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Customer reviews

4.9 out of 5 stars

on 27 August 2013
I was unaware of Keith Douglas (or indeed of any "war poets" who saw action in WW2) until I read extracts of "Vergissemeinicht" in a book about the 1942 desert campaign. So far I have only scratched the surface of that and his contemporaneous works from 1942 onwards, but these are indeed poems of rare power, made poignant by Douglas's death in action not long after D-Day
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on 28 March 2014
The truly sad thing about this collection is that the writer died so tragically young. If the poems in this collection are any indication, he would have had a career of immense distinction. As it is, he at least rivals Rupert Brooke, Siegfried Sassoon, and other war poets who are much more famous. What a desperate loss he was.
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on 14 June 2016
I had read some of his poetry years ago and knew little of him but having read the biography of Ted Hughes he has quite a mention and I thought I would like to read more, hence the purchase. A very interesting collection.
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on 14 April 2013
It had been a while since I'd read the poems by Douglas that normally appear in anthologies. This is an excellent edition (complete with gatefolds!) and it's fascinating to see the development of his poems from the age of 16 until his sadly early death at 24.
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on 11 July 2014
just what daughter needed for studies
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on 29 May 2014
I searched for this book having heard Clive James read one very emotional poem.
The book arrived promptly and was in a good condition.
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on 11 August 2014
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on 3 December 2000
Keith Douglas wrote a poetry boasting an incantatory and muscular lyricism that few others of his generation matched. He could carry off sentimental themes effectively because he used language that never blinked or swooned. Yet his tough,verbal carapaces sheltered a heart that bled to see "how easy it is to make a ghost". He was just beginning to find his own voice when he was killed in 1944. What were his influences? His poetry contain traces of the arch-modernist T S Eliot, recalling the latter's whimsical tone in "The Love Song of Alfred J Prufrock": "Shall I get drunk or cut myself a piece of cake/a pasty Syrian with a few words of English/or the Turk who says she is a princess" ("Cairo Jag".) Or Douglas recalled William Blake and his conversational apocalypticism, when "he looks at the sea/and does not smell its animal smell/Does not suspect the heaven or hell/in the mind of a passerby" ("Egytpian sentry). He even recalls WH Auden's opinionated rhythms: "I praise a snakeskin or a stone: a bald head or a public speech I hate" ("Snakeskin and Stone". Occasionally, Douglas conjured Matthew Arnold of "Dover Beach" fame, where "Everywhere is a real of artificial race/of life, a struggle of everyone to be/master or mistress of some hour." ("Egyptian sentry"). But perhaps his most characteristic influence was John Donne and the conceits of the Metaphysical poets: "Can I explain this to you? Your eyes/are entrances the mouths of caves - I issue from wonderful interiors/upon a blessed sea and a fine day/from inside these caves I look and dream". The telegrammatic sharpness and urgency of his language remained taut throughout his short writing life. Even as a precocious fourteen year old, he wrote with a disciplined terseness: "The small men walk about antlike/and the bell tolls. God created these/beautiful and angular, not different", when many others of his age might be experimenting with the verbal luxuriance of Keats or liquid verbosity of Shakespeare. However, the key to the poetry of this very unEnglish poet, more of a Latin with his impulsive temperament, is contained in several loving translations of Arthur Rimbaud, which gives us a clue as to how the twentysomething tank commander perceived himself and his poetry. Translating Rimbaud, a tortured young French symbolist poet who gave up writing at 20, Douglas premonitions his own death from shellfire shrapnel in "Le Dormeur du Val", where "A young soldier with bare head and mouth open/and his neck immersed in the fresh blue flowers/is sleeping stretched out in grass under heaven/pale in his green bed where the light showers". The sentimentalisation of a hero's death and the Romantic liebestode is at odds with his saner observation elsewhere: "How can I live among this gentle/obsolsecent breed of heroes, and not weep?" (Aristocrats), suggesting a fundamental tension in his personality and work, between cool sobriety and dramatic passion, which remained unresolved, perhaps because he failed to find personal reconcilation in what he called the "rose of love" ("I experiment"). Ultimately, Douglas demands not to be judged by his immature outbursts, or sentimental dreaminess, but by his tough yet humane response to what "the others never set eyes on". He implores us in "Tel Aviv": "Do not laugh because I have made a poem;/it is to use what then we could not handle/words too dangerous then, knowing their explosive/or incendiary tendencies when we are so close-/if i had said this to you then, BANG will/have gone our walls of indifference in flame."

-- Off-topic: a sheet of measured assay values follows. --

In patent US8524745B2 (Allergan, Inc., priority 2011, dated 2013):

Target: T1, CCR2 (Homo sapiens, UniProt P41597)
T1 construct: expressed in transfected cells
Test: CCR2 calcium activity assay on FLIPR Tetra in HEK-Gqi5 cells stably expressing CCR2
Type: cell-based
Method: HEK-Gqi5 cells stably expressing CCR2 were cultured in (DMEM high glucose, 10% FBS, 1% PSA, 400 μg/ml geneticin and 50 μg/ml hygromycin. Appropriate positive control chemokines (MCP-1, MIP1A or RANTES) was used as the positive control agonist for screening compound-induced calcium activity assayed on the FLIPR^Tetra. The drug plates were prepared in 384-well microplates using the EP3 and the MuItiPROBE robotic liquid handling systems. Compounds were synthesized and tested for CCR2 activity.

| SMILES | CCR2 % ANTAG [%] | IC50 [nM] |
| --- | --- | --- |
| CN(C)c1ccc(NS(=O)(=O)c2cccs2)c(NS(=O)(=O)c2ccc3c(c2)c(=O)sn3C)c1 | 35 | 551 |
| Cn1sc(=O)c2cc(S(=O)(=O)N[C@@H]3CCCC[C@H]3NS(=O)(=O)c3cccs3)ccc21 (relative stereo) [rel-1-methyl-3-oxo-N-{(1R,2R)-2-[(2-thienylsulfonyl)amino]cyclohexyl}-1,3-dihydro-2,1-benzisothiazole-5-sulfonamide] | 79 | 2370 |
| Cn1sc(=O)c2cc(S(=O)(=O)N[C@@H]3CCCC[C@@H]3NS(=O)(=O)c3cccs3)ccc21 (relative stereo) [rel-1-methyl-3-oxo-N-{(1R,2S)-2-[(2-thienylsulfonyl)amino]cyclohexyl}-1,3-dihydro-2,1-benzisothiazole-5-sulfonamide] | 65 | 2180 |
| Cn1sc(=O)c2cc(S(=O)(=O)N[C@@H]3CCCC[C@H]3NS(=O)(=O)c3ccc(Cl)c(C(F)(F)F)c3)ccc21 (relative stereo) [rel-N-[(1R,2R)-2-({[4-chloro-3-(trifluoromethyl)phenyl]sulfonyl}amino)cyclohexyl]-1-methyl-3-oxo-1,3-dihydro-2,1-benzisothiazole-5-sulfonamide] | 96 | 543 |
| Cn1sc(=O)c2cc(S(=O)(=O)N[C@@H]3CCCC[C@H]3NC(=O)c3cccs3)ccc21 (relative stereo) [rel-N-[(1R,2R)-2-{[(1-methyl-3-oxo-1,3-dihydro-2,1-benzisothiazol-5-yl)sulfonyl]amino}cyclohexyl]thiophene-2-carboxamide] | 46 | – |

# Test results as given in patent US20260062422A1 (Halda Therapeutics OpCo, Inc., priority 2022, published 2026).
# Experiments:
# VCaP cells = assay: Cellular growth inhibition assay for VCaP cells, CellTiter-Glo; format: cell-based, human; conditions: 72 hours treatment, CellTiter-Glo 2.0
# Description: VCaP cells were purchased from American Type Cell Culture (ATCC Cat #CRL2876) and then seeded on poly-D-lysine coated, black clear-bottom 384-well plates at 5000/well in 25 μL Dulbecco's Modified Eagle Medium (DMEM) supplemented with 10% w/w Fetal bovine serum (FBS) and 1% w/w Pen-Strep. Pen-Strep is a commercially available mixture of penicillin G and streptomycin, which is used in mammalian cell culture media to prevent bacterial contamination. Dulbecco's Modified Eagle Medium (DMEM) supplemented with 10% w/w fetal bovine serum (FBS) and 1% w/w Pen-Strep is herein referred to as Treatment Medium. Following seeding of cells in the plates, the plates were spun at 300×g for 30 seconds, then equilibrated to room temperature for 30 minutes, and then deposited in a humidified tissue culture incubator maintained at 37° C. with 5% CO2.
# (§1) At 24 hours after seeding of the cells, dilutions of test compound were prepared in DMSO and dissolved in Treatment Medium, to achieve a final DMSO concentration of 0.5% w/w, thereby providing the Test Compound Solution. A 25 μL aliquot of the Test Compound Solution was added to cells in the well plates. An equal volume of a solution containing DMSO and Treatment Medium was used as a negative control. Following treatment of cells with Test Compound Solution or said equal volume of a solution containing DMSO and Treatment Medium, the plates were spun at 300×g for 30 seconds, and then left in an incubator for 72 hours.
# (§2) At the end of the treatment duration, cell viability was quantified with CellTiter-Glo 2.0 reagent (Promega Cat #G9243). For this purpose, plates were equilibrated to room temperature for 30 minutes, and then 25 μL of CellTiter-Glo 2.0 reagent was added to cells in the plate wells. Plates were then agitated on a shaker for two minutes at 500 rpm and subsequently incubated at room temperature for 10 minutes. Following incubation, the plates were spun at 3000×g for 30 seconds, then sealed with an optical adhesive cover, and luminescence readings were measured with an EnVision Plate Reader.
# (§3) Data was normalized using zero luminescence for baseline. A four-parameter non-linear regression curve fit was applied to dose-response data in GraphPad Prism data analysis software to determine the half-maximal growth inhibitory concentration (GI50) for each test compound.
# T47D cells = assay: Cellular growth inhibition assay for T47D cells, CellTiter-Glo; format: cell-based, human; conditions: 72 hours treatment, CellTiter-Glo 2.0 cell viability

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on 9 February 2012
arrived on time well wrapped and as described what more can I say.. it was for a gift and was well received.
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